Eleanor Brown’s debut novel, The Weird Sisters, is nothing less than a gift to lovers of witty, domestic literary fiction.
The Andreas sisters are not weird in the conventional sense: think Shakespeare, rather than "strange." Rosalind, Bianca and Cordelia--see what I mean?--are the offspring of a renowned Shakespeare expert and his loveable, distracted wife. The sisters grew up in a small, Midwestern University town, generally getting on each others' nerves (in the way of sisters) and flinging Shakespeare quotes at each other (not a normal sisterly activity, but Brown makes it work).
As adults the Andreas girls have gone their separate ways but as the novel opens they are about to be reunited, without warning. Bianca and Cordelia are returning home, individually and unannounced, on the pretext of helping the way-too-responsible Rosalind care for their ailing mother. In reality they harbor their own secrets and are seeking refuge while they figure out what to do next. They are not overjoyed to see one another.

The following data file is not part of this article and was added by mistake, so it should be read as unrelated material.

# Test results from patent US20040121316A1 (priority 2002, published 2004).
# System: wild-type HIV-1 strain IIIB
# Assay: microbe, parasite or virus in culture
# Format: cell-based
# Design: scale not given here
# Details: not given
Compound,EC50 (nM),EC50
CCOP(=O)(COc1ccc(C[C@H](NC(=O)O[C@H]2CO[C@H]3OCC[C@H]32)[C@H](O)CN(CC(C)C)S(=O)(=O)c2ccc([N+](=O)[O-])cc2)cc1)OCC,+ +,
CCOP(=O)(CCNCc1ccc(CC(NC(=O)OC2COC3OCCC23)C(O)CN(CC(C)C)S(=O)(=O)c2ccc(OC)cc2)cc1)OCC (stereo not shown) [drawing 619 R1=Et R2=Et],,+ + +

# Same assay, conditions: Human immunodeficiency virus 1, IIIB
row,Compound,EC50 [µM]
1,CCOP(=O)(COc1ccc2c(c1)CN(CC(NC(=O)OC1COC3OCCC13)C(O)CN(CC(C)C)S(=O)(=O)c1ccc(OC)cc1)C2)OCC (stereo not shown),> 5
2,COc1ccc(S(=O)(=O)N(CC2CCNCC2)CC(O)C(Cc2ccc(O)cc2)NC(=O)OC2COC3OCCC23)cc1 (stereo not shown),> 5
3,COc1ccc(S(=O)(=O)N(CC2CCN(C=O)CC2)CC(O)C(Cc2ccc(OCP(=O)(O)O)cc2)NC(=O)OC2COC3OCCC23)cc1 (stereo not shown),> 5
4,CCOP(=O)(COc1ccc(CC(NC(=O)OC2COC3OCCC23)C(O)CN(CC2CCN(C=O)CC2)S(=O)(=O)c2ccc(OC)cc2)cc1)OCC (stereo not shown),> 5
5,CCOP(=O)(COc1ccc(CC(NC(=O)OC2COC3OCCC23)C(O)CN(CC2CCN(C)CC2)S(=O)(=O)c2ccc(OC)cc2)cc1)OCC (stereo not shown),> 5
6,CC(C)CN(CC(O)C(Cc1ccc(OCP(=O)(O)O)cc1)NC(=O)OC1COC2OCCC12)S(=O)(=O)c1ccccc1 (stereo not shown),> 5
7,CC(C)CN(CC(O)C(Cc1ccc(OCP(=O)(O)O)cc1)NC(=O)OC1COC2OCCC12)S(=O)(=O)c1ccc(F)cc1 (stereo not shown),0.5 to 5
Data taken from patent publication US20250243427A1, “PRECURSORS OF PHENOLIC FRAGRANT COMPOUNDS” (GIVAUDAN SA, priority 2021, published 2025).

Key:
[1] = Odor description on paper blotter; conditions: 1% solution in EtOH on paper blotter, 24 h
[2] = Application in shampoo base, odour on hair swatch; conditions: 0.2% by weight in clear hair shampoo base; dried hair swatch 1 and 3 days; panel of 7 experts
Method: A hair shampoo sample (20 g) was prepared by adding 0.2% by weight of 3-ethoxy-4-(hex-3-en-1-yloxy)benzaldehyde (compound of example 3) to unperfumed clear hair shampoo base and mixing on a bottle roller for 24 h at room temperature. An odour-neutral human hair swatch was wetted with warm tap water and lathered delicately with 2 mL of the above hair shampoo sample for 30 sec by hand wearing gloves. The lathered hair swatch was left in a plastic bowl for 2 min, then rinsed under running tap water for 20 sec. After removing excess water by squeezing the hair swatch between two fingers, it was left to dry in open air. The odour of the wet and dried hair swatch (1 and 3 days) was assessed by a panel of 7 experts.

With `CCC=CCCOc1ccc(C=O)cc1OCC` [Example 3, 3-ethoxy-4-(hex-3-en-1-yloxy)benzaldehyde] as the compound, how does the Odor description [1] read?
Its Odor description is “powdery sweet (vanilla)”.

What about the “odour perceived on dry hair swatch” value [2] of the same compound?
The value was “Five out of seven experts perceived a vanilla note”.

Interestingly, the Brown's omniscient narrator refers to the sisters as “we,” but the reader is never able to identify which one of the sisters is speaking. Initially this was off-putting, but I soon came to appreciate this device: there’s something kind of entre nous about it. The narrator seems to be confiding in a sisterly sort of way, as though about to share some family gossip. Brown clearly knows and cares about her characters and writes with a uniquely intimate brand of understanding and sympathy. And she is a generous author, sharing what she knows in a very satisfying way, making this a wonderfully satisfying read.